PIQUA — Patrons of the Miami Valley Centre Mall can now partake in a bit of piano-playing during their next shopping trip.
Artie Parker, proprietor of Parker’s Sport Shop in Piqua, has donated upright Packard and New York Weber pianos to the mall as indefinite fixtures. Both models date back to the mid-1890s and are open to the public for use during regular mall hours.
The pianos were donated as a result of a project begun by Parker, which entails finding and restoring local pianos that are at risk of being thrown away.
“I’ve been collecting pianos and placing them on my shop’s porch since 2010,” Parker said. “We’ve been moving them into public spaces since 2014. My intention since then has been to place pianos where anyone can play them, such as inside stores or storefronts with overhangs. Having some set up to roll outside for events and fairs and festivals was secondary, but became a big hit.”
By reaching out through social media and networking at his business, Parker has managed to salvage various models throughout the Miami County area that might otherwise have been lost.
“I told people I was interested in finding cheap or free pianos,” Parker said. “Mostly on Facebook, people would comment or tag me. Someone who is local to that (piano) find would know someone wanting one and end up getting that piano for themselves. Sometimes I’ve been the person to go get them, pick them up and deliver them to their new homes.”
As a result of his efforts, as well as ongoing assistance from Scott Oglesbee Tuning & Repair Service in Piqua, Parker has placed pianos in seven private residences and numerous public spaces.
Parker said the entire project has been worth his efforts, if only to expose the power of music to those who otherwise wouldn’t have access.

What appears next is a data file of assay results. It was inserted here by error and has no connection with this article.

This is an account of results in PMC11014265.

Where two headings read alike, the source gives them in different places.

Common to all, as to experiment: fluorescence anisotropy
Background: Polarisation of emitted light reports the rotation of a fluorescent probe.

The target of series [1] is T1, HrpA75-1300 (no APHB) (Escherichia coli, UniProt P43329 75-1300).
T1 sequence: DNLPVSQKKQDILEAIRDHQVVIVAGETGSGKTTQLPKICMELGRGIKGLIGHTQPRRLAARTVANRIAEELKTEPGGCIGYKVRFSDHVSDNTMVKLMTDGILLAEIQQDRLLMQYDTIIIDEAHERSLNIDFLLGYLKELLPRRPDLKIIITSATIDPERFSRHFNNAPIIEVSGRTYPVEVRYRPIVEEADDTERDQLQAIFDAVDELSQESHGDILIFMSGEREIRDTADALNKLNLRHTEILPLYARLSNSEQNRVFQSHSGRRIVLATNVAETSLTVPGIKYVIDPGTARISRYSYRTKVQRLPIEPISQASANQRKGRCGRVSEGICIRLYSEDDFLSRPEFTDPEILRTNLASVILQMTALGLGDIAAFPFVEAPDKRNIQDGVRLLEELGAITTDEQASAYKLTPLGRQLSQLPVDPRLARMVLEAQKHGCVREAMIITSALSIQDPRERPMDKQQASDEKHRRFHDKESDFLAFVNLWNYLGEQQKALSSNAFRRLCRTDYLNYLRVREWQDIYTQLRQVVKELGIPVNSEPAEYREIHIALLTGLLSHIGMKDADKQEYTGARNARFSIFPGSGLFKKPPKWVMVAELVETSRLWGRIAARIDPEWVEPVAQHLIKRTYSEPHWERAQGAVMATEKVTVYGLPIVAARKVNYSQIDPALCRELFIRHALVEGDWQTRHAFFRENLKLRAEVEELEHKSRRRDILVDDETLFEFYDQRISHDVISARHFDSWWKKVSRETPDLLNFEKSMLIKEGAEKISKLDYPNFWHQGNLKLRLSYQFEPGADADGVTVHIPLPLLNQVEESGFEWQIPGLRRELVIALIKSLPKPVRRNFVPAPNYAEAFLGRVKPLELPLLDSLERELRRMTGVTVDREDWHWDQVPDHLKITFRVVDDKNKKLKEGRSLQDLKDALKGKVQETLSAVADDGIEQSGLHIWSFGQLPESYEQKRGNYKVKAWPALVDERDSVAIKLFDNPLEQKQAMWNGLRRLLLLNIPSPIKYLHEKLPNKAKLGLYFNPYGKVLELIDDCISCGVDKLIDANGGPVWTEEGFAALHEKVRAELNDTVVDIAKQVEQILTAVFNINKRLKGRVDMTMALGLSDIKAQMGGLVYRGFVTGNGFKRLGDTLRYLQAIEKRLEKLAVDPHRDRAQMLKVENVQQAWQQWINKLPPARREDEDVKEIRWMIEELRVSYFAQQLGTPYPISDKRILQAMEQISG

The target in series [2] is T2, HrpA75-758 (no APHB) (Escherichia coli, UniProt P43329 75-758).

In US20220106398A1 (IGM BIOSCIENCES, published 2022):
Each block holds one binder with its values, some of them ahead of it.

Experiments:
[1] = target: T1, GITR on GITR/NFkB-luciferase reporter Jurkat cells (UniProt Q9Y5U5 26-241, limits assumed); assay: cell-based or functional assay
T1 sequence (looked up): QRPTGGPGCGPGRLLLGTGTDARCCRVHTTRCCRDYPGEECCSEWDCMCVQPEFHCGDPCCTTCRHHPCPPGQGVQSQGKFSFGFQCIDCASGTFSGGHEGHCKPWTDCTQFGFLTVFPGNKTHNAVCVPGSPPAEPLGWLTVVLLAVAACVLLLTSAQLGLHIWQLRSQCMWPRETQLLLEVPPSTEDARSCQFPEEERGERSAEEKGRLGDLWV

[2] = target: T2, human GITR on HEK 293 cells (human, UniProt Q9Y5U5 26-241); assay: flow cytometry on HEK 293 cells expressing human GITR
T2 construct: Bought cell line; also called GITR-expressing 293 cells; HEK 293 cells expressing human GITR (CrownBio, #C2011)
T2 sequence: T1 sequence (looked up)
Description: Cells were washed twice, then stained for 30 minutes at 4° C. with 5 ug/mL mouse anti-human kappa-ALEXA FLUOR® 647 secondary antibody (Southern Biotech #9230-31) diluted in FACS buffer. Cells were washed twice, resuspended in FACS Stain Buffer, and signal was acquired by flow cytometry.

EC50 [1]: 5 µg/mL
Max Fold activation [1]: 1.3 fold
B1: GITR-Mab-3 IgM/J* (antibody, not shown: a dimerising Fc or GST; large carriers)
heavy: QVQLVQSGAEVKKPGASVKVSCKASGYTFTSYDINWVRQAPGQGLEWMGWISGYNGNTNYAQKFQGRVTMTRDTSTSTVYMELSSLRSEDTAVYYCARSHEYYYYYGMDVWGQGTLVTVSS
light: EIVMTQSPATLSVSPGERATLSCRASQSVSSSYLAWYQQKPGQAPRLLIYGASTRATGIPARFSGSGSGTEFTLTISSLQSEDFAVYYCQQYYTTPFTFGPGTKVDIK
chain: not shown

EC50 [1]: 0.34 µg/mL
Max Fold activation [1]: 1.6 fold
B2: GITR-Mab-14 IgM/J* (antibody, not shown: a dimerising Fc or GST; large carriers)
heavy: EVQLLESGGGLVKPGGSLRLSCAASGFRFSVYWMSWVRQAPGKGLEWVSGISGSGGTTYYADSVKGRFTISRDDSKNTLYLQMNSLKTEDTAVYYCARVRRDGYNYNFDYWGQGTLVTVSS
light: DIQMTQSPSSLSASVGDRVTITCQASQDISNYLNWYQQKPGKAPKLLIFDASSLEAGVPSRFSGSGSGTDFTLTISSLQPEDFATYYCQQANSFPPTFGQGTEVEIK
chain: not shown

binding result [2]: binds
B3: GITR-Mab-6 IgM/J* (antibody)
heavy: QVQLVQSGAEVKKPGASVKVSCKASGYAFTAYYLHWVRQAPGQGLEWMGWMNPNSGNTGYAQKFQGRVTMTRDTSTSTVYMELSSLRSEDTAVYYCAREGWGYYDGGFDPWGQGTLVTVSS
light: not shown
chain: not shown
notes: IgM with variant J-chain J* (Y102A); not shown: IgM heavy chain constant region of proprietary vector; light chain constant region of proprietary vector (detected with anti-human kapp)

“I love music. I cannot play myself, but I want others to be able to do so,” Parker said. “Many people live in apartments or rentals and simply do not have the space for a piano. Sadly, most homes do not have them, and some pianos, when people move, get discarded.
“I’d say my main goal is simply to get the younger generation access to pianos, but secondarily, any player of pianos should be able to play them in public for others to enjoy their talents.”
Parker offered special thanks to Scott and Kim Oglesbee for the Packard located at the food court, Piqua resident Suzanna Willoughby for the piano near the Buckle, and mall manager Peggy Henthorn for allowing him to place them at the mall for public use.
“There is no substitution for live music,” Parker exclaimed. “Music is the one thing, maybe the only thing, that utilizes and stimulates both sides of the brain and touches upon a full spectrum of emotion.”
For more information, visit www.parkerssportshop.com.